Propelled by a passion for public service


- Julie Sloan

Summarizing and reviewing court transcripts for the defence. Analyzing evidence and disclosure from the prosecution to the defence. This might seem like a typical day of work for a law intern, but when you’re doing it at The Hague’s International Criminal Tribunal for the former Yugoslavia, it’s anything but normal. 

From May to August 2013, Joash Fang—who graduates this November with his UVic law degree—worked as an intern with the standby defence team assigned to Radovan Karadzic, the former president of the Serbian National Party. The prosecution alleged that Karadzic supported crimes against humanity, genocide and forcible transfer of populations during the Balkan conflicts of the 1990s. He was a fugitive until 2008, when he was arrested in Belgrade and extradited to The Netherlands to stand trial at The Hague. 

Joash, who secured the internship largely through his own efforts, understood the magnitude and importance of the work he was doing. 

“The case was enormous—one of the largest in international criminal law history. The trial chamber heard sworn testimony from over 1,200 witnesses and entered over four million exhibits into evidence,” explained Fang. “My role as an intern involved summarizing and reviewing court transcripts for the standby defence team. I was also required to analyze evidence and disclosure from the prosecution to the defence.” 

As a student of law, the opportunity to watch how trial counsel prepared and conducted direct and cross-examinations of witnesses was invaluable training for Joash. “I also enjoyed being able to see the day to day workings of an international criminal tribunal. It was a truly international work environment with legal counsel, staff, and interns from every corner of the globe.”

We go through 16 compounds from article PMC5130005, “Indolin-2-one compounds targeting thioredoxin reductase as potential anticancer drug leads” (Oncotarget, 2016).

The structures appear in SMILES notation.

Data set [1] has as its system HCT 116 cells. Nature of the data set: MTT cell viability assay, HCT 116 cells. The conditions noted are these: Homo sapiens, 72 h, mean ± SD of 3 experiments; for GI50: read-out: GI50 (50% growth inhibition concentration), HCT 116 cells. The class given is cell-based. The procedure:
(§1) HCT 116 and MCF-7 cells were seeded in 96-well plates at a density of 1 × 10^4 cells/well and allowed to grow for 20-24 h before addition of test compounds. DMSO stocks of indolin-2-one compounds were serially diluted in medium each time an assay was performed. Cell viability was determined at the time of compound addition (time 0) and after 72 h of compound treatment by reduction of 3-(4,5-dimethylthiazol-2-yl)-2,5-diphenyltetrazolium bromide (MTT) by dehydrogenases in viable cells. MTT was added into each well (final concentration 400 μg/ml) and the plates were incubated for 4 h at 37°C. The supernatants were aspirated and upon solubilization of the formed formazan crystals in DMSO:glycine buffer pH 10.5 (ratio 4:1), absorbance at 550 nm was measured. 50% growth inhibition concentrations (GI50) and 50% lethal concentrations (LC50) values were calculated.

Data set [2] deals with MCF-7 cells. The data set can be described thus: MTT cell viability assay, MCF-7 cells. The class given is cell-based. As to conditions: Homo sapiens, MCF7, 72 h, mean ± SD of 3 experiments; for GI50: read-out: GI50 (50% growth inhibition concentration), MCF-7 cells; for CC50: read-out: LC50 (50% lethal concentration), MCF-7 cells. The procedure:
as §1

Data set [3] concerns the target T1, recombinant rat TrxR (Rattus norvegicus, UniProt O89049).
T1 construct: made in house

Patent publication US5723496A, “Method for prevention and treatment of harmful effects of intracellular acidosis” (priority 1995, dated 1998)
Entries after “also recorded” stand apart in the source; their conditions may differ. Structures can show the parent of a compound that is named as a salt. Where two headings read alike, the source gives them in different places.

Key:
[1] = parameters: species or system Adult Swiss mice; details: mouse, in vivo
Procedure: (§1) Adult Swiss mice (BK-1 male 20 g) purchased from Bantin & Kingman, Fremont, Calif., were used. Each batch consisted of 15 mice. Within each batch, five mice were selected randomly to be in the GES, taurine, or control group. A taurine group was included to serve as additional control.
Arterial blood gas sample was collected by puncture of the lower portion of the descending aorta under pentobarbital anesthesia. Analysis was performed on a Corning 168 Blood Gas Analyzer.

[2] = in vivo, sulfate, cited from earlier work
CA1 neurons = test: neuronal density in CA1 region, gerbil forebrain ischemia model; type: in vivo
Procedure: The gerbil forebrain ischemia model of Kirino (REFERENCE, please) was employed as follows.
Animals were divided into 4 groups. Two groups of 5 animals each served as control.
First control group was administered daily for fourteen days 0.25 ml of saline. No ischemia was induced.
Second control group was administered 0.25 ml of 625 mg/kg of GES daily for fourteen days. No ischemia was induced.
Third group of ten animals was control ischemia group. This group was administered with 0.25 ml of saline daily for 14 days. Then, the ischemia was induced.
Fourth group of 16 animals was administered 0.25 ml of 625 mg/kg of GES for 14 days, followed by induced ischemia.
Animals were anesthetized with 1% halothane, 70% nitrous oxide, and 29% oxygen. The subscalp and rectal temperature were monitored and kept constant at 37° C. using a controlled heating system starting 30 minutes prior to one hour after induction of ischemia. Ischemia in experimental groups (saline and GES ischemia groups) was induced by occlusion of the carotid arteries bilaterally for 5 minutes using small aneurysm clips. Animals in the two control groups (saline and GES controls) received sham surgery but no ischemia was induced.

Joash is no stranger to international life. Born in Singapore, he moved to Vancouver when he was 12. Fluent in French, he also speaks German and Mandarin. 

Joash’s experience at The Hague had a significant impact, encouraging him to pursue a legal career in the public interest. However, those seeds had already been planted when he was a clinic assistant at one of Access Pro Bono Community Legal Clinics from 2006-09. In 2014 he also worked as a mental health advocate with Access Pro Bono’s mental health team, representing patients who had been involuntarily detained under BC’s Mental Health Act. “I interviewed patients and reviewed medical documents, and made submissions at mental health review board hearings on behalf of patients,” Joash recalls. “I also conducted direct and cross-examination of witnesses and medical professionals during the hearings.” His contributions did not go unnoticed, and he was awarded a Law Foundation Public Interest Award in 2015.

Joash takes a wealth of international and pro-bono experience with him into his current work articling with Legal Aid Ontario in Toronto, where he hopes to sit for the Bar exam in 2016. While he remains open to many career possibilities, he says he’d be very happy to permanently practice law with Legal Aid Ontario. 


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Keywords: law, convocation, international, student life, graduate research

People: Joash Fang

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